Time was when soccer in North America felt like a secret shared only by the initiated — a time long gone now. Indeed, for a brief moment in New York on Tuesday night, just as it will for many more moments all over North America this summer, it felt like the U.S. was the center of the footballing world.
The match-ups for the fifth edition of the International Champions Cup presented by Heineken were being revealed at New York’s Hudson Yards, and from the moment the guests arrived — including ambassadors and club legends from eight of Europe’s top clubs — they were greeted with a view of the city skyline and a banner proclaiming “All eyes on U.S.”
And they will be this summer. As Charlie Stillitano, Chairman of Relevent Sports, and Max Bretos, the ESPN prsenter, revealed the match ups to an invited audience of club officials and press, the sense of expectation grew with each new game listed on screen.
Nemanja Vidic, the former Manchester United captain joked from the stage that he would have to come back to the U.S. and watch all the games, while Juliano Belletti who scored the goal that won Barcelona the 2006 Champions League went a step further, in saying “I want to come back and play.”
No wonder Belletti was keen. Each game in this year’s International Champions Cup is a standalone event in its own right, but it’s hard not to be particularly excited by the prospect of the first Real Madrid vs Barcelona game to be played outside of Spain since 1982, which takes place at the Hard Rock Stadium in Miami on July 29th.
Though as Stillitano revealed from the stage, it’s a game that had been 17 years in the making and still almost didn’t happen — he and Stephen M.Ross, whose RSE Ventures own and created the very concept of the International Champions Cup, had traveled to Spain to negotiate the game with both Barcelona and Madrid’s presidents on the eve of El Clásico. By the end of a day’s delicate meetings Ross had secured verbal commitments from both teams — only to realize that a big result in the following day’s game could ruin everything, given the depth of feeling and sensitivities between the two teams.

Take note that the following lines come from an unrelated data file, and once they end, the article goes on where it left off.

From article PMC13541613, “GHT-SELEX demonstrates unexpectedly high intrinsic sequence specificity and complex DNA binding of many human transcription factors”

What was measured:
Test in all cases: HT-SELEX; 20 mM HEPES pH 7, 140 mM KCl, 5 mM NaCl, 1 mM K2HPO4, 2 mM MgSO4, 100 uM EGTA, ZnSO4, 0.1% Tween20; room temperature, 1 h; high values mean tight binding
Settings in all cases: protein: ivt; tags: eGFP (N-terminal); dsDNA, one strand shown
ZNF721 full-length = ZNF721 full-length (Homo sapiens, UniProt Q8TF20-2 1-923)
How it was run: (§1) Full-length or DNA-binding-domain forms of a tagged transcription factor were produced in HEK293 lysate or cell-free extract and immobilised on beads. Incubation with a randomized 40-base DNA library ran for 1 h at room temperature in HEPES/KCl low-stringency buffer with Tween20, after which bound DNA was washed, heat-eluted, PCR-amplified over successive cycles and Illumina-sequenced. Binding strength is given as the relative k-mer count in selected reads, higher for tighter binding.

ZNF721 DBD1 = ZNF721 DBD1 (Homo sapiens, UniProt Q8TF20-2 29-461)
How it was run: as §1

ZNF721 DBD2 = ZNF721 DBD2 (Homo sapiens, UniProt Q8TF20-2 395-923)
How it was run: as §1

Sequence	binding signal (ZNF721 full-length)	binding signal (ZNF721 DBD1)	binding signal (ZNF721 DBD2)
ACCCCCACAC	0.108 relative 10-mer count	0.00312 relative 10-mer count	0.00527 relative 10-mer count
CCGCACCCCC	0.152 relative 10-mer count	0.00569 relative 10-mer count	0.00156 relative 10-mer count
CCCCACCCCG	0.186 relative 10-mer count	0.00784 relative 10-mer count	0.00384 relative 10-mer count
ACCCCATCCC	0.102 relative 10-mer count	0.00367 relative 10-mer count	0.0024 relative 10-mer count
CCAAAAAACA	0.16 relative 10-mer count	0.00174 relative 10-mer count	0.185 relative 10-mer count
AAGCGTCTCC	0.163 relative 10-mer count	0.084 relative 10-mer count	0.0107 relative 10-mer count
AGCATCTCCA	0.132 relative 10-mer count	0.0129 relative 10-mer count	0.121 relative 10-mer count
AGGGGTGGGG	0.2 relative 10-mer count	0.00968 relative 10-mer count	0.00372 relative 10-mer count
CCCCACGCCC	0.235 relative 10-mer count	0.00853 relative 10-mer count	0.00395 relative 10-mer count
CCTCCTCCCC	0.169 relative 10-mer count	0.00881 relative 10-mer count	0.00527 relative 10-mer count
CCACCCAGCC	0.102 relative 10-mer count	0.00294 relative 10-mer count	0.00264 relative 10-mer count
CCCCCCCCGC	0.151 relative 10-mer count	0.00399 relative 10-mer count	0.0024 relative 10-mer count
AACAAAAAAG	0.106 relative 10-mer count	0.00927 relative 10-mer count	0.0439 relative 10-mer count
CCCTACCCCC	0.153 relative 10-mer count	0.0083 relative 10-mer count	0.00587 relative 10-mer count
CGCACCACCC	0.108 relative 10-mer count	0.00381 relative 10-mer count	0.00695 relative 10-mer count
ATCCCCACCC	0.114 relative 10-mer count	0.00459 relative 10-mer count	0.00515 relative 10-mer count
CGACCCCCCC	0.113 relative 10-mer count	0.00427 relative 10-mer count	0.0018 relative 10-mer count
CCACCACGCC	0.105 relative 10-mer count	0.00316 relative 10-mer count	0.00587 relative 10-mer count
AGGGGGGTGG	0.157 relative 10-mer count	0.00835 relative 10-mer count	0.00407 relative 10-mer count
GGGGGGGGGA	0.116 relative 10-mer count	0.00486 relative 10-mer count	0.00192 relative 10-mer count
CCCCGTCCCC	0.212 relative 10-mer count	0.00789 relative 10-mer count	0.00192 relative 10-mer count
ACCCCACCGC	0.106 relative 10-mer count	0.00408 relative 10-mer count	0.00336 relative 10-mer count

So both men were truly relieved when a late Sergio Ramos goal ensured that the game finished in a 2-2 draw to keep both camps happy and willing to take this game from what Stillitano called “holy ground” and bring it to the U.S. for the first time.
“I think the two happiest guys in the stadium when that goal went in were myself and Mr Ross, because a draw was perfect — the game was still on!”
It suggests a recurring theme of all of these matches — they matter. As Emilio Butragueño, the former Real Madrid striker, and now Director of Institutional Relations for the club noted from the stage when asked about these games as showpieces for the clubs: “I don’t want to talk about marketing, I want to talk about passion for the game.”
Nemanja Vidic knows a thing or two about passion. The Serb was one of the toughest defenders to play the game, and had a particularly devilish grin when he discussed the prospect of the Manchester derby coming to North America:
“Oh, it’s special. It’s always been special and in recent years it’s become even bigger, since we’re competing against each other for titles. We’re playing a “friendly” match here, but I know, because I was a player, it’s not going to be a really friendly match! It’s not going to be a fight, but it’s going to be competitive.”
And that was a common mantra for the evening. For all that there was a party atmosphere among all the attendees, there was also a real understanding that the ICC represents a critical contribution to top team’s preparations for their domestic seasons, and that the key to that is a built in competitiveness that comes with seeing any of these names on opposite sides of the scoresheet.
Perhaps the most succinct summary of why all true football fans’ eyes will be on the U.S. this summer came from the two ICC Special Ambassadors, Paolo Maldini and Sir Alex Ferguson. Both spoke about the importance of deliberately putting their teams, and young players in particular, under the type of pressure they could expect to experience in league games. After all, as Sir Alex once told Stephen M. Ross:
“Big versus big. You’ll never get a friendly match if you do that…”
They won’t come bigger than this summer’s ICC.